Transience, Destruction, and Other Pick-Me-Uppers in "Ozymandias" and the Great Gatsby

“Ozymandias,” by Percy Bysshe Shelley, is a poem about the “colossal wreck” left over from what used to be a fantastic empire. In the middle of a desert – we’re talking sand, sun, and then more sand – are the shattered stone legs and head of what probably used to be a pretty impressive statue of Rameses II (or “Ozymandias” in Greek, which just sounds way cooler). The inscription at the base reads, “My name is Ozymandias, king of kings: / Look on my works, ye Mighty, and despair!” Which makes us giggle, since everything around the statue is totally empty for what looks like a 50-mile radius. (SOME – one – LOST – his – EMMMM – PIRE!!!)

Adding to the overall feeling of solitude is the fact that the poem is told in the past tense (which adds chronological distance) by an unnamed stranger (which adds narrative distance) about a faraway place (which adds good ol’ fashioned regular distance). Can you hear the echo? Though we’re tempted to scoff at Ozy and his delusions of grandeur, what we humblingly realize as we sit in our pajamas eating generic-brand cereal is that hey, this guy had a nation! Aside from a carbon footprint, how am I ever supposed to make my mark on the world? (A plot to change the lettering on the Trump Tower quickly develops…)

Now that you’ve been thrown into a crippling existential funk (which would make a great band name, by the way), let’s think about the end of a more recent age, like the Roaring Twenties in an economically-booming America. Any literary works come to mind? Probably The Great Gatsby, which, as you’ll notice, also happens to be told retrospectively in the third person about a faraway place – socio-economically speaking. There’s that echo again. Like Ozymandias, Gatsby is determined to achieve greatness – though in his case, it’s because he’s magnetically drawn to a mysterious “single green light, minute and far away.” Aliens? The 7-11?? An industrial-strength insect zapper?!? Probably just the light from East Egg, the really posh part of Long Island where his disgustingly wealthy and utterly unattainable high-school sweetheart lives.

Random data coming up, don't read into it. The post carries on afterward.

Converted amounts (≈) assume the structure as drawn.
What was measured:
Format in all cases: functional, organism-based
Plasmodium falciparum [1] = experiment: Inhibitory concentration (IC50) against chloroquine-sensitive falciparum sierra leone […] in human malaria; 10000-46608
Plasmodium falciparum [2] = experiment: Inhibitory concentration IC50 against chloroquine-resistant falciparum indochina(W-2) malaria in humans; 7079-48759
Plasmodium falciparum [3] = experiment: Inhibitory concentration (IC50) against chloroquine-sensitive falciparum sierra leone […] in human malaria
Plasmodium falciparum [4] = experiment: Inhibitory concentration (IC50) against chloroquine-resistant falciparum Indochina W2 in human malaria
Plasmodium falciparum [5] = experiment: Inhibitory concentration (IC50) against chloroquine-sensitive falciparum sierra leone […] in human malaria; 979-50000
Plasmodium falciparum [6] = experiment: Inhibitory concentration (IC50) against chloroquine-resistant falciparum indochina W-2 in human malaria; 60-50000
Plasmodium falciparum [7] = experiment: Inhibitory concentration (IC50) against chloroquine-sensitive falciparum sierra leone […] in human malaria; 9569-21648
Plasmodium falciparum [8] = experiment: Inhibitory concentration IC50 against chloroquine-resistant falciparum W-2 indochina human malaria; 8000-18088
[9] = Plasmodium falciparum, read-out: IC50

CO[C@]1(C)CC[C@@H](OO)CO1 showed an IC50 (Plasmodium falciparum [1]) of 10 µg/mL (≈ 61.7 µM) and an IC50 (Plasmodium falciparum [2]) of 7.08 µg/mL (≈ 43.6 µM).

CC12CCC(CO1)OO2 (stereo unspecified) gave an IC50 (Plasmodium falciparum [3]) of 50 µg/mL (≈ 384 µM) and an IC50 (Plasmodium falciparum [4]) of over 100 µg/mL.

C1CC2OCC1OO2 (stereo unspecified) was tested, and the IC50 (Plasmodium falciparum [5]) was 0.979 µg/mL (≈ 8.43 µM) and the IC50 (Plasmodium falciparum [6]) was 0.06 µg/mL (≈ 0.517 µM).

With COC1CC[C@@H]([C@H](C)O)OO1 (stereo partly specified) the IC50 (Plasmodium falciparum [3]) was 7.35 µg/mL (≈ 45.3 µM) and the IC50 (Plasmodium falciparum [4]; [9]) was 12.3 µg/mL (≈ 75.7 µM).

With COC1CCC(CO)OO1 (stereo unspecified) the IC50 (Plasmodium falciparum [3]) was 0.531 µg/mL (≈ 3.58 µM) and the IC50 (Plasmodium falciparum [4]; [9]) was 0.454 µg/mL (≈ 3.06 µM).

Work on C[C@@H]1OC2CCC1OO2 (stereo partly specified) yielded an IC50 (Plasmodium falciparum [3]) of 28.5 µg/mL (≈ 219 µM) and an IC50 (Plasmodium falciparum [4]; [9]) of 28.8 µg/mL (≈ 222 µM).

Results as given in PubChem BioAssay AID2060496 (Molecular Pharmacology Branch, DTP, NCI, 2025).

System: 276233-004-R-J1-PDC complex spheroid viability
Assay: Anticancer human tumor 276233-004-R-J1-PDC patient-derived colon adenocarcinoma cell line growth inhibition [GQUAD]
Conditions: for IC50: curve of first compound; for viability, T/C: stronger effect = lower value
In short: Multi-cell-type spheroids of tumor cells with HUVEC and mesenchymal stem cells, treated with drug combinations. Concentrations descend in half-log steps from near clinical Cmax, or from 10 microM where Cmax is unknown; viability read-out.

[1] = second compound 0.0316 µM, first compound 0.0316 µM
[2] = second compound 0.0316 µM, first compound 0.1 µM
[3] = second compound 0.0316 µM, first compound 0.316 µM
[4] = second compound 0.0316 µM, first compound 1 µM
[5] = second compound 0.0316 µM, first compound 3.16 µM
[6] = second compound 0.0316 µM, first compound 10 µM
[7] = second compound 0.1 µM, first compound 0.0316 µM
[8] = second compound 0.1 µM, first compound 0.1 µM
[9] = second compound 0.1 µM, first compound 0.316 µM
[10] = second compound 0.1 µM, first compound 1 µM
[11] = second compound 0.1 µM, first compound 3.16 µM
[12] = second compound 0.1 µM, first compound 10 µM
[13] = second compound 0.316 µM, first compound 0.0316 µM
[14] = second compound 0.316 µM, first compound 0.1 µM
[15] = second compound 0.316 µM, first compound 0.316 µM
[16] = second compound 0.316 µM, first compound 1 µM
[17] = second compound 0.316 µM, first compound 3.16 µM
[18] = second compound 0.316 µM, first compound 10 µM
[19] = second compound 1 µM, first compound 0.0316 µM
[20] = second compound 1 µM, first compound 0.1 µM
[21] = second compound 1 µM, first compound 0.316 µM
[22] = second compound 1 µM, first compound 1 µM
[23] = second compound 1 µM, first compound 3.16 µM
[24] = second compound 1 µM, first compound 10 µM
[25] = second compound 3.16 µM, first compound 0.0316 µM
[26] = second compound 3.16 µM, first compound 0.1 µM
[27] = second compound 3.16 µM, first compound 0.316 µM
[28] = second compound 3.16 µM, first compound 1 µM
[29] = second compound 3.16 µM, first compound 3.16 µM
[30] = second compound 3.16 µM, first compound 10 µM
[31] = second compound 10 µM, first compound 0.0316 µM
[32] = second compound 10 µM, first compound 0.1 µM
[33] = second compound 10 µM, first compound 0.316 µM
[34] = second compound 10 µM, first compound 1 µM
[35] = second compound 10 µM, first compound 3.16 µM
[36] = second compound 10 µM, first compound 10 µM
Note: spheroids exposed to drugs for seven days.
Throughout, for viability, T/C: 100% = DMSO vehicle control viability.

While Gatsby’s aim is not to build an actual empire, he might as well have, considering the amount of trouble he ends up going through: he denies his family, changes his name, spends years working underground as a bootlegger, amasses a fortune, assumes a new identity, buys a huge mansion in an expensive neighborhood, and then proceeds to squander his entire life savings on lavish parties for entitled – how do we put this? – morons, ALL to impress an old high-school fling who isn’t especially nice to begin with. (And you thought finding your photo in someone else’s locker crossed a line.) Unfortunately for Gatsby, the money runs out, the girlfriend bails out, the husband finds out, and Gatsby, well, Gatsby gets shot. The end! Kind of.

Much like Ozymandias’s shattered monument, Gatsby symbolically leaves a part of himself behind in that eerie green light streaming out over the bay, and while this remnant does little justice to what he once was, it nevertheless underscores the emptiness of the surrounding moral wasteland. Go suck an egg, East Egg!

Source by Paul Thomson

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